Financial expert sells idea of couples going on a ‘money date’
She may work in finances, but some days Selina Gray feels more like a referee. The financial knowledge broker regularly works with couples melting down over money, whether they’re adjusting to new financial commitments after having children or arguing over bagging or buying a lunch.
We recently sat down with Gray to find out why she believes the solution to many money problems lies in a simple money date.
Laurel Gregory: What are the top issues you’re seeing when couples come to you?
Selina Gray: Couples have concerns, especially post-children. All of a sudden, disposable income typically goes out the window, so they’re just having trouble making sure their monthly cash flow is positive. They’re relying on lines of credit or credit cards to fund their life and it’s scary because there’s interest implications and I see this at all forms of debt all the way to high net worth…
They’re saying, “We know we make a high salary and we’re spending it all, what’s happening?” or, “We’re on a maternity leave and money is tight. How can we better decide what’s a priority for us for spending?”
That’s where I come in and really help specialize and say to everyone, “Let’s go through your money from a past perspective and see where you’ve been spending and then layer on what you actually value.” So a lot of people currently really value travel or spending quality time with their family through children’s activities, let’s say, and they’re just not finding enough money in their budget because they go to Costco and spend a lot of money there and there’s nothing left over. They’re developing a concern and need a strategy. So that’s what I help provide: a strategy to spend their monthly income in a more feasible and strategic way.
LG: How does the stress about money show up for these couples?
SG: I’ll come in and we start cutting to specific pain points. Money has so many pain points. For women, it can be, “I’m not included,” or, “I’m not making as much,” or sometimes, “I make more and I feel a little bitter about that.”
It usually has an emotional component that both spouses aren’t coming to terms with together. They’ve each had their own upbringing in money, which is usually different, and perception on money.
It could be the exact same situation where you have a purchase for $500 and each spouse will react completely differently based on how they view money and their own personal perceptions about it so that can create conflict. They come to me and say, “How do we resolve this?”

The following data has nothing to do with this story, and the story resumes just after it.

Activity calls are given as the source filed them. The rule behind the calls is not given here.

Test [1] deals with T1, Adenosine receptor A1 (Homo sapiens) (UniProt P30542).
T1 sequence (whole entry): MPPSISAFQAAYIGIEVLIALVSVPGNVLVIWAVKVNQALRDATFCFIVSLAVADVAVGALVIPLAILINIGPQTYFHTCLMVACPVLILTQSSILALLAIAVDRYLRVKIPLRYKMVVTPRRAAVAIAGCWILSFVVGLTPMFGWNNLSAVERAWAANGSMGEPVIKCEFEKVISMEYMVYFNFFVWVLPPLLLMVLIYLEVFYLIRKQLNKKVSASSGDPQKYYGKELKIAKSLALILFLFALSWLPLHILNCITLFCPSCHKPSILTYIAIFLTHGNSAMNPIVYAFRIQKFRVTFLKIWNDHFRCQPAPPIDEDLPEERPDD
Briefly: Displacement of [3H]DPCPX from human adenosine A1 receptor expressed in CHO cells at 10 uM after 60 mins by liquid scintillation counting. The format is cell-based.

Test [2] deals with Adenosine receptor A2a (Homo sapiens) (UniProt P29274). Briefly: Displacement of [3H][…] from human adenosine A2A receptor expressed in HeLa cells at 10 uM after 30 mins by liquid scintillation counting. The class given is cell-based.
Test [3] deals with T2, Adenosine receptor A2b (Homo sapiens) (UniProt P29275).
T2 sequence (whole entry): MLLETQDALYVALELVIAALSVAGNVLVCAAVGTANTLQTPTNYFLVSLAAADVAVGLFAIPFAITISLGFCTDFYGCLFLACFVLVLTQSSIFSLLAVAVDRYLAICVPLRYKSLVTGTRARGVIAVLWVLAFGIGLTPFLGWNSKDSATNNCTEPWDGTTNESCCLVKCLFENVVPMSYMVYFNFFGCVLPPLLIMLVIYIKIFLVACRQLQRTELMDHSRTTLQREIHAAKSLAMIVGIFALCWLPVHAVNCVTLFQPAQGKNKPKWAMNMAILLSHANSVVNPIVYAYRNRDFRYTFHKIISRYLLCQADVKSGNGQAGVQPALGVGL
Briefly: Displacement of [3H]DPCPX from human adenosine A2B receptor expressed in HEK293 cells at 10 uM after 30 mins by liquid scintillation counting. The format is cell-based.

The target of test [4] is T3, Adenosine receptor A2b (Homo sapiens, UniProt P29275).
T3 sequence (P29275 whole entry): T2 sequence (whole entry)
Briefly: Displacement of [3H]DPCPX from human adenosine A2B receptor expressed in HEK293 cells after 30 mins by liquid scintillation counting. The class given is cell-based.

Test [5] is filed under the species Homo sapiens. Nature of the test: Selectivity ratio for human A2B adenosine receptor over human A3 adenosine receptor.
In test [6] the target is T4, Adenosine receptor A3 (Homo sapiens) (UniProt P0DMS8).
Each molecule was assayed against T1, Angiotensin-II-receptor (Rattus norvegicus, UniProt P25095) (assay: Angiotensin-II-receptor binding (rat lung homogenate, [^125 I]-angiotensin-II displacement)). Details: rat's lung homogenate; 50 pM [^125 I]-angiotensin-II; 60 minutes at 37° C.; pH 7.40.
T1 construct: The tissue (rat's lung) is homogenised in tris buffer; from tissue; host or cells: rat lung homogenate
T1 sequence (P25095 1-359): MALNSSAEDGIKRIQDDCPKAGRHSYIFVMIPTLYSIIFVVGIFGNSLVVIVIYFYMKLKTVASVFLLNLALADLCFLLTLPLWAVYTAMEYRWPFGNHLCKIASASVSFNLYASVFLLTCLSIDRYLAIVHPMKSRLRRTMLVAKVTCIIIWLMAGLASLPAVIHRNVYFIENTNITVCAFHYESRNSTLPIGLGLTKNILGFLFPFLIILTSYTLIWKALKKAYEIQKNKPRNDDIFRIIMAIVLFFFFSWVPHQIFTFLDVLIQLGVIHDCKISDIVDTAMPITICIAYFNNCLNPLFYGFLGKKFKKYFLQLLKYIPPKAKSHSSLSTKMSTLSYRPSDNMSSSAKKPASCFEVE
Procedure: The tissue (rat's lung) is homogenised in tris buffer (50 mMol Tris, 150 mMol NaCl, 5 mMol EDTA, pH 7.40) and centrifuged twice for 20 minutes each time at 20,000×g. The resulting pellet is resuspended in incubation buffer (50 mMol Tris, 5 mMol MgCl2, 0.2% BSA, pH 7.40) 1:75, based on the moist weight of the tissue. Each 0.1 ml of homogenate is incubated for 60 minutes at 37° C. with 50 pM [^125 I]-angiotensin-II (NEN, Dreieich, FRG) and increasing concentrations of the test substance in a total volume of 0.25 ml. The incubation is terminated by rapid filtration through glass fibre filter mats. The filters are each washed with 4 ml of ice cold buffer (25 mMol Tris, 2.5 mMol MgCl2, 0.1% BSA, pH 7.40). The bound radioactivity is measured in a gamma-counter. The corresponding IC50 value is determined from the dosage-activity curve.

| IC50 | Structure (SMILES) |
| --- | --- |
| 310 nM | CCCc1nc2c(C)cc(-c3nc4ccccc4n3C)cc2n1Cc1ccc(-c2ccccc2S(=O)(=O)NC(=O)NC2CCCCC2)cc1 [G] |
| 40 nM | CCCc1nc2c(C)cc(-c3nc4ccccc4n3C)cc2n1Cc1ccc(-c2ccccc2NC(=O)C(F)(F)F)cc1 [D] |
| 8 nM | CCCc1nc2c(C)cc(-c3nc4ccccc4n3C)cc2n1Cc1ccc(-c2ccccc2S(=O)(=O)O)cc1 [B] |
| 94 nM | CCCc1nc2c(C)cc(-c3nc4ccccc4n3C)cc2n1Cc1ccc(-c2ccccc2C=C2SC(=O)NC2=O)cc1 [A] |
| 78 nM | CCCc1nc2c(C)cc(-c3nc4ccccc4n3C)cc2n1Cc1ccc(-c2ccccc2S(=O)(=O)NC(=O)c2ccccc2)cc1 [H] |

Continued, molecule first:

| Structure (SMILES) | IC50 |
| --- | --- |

LG: Tell me about the money date and the benefits of one.
SG: A money date is an interesting concept in that it can be a money talk or whatever is comfortable for the two people involved. Money dates can be for couples or business partners or you can have a money date on your own. Really it’s for anyone who shares a budget. So the premise is to get through the emotional charge of money. Everyone gets really uptight about money and typically when you discuss money, you’re angry or you have anxiety or stress, so everyone gets elevated much quicker.
The premise of the money date is to come together in a loving, safe, comfortable environment to really align how you value and how you want to spend money together.
A good way to do it is to define a date that works well for both parties. So, I have a set of clients that like to do it every second Wednesday and they love cheese plates and they have wine, so you can set a really good environment. You’re saying, “We’re coming together, we’re not emotionally charged, we’re coming to have a common goal to better our relationship with money and make sure our money is tied together in a good way.”
LG: What kind of goals should the couple cover?
SG: The goals should be a full gamut. So what’s happening in our next 30 to 90 days – short-term focus? So, of course we’re coming into Christmas, so you could work on a Christmas budget and the area of your budget you need to work on.
“Who are we buying gifts for? What charities do we intend to give to? What are we going to give to each other? How are we going to pay for it? Is there any creative way we can fund the Christmas season?”
Then move to medium term. “What do we intend to do over the next year to two years? How many trips do we want to take? Do we want to upgrade our house? Do we want to pay down our mortgage?” Then you find the right experts to help assist you with each of those things so it’s a laid-out map. Lastly is long term. It’s harder to see long term but it’s really important to consider. You want to look into the future and say, “What’s our retirement goals? If we don’t have any, we need them, so let’s figure it out.”
LG: Who can benefit from money dates?
SG: I think every single human being could benefit. Every single human has interactions with money and you don’t have to have a spouse to have a money date! I have a client who literally has a money date in the tub. She makes sure she goes through all her bills, plays wonderful music and lights candles and she is happy about it when normally, money was so stressful she couldn’t even open up her statements – so it’s about setting the tone, being real and honest and kind to yourself.
Selina Gray is a speaker at the 2nd Annual Show Your Money Who’s BOSS event in Edmonton on Nov. 14.
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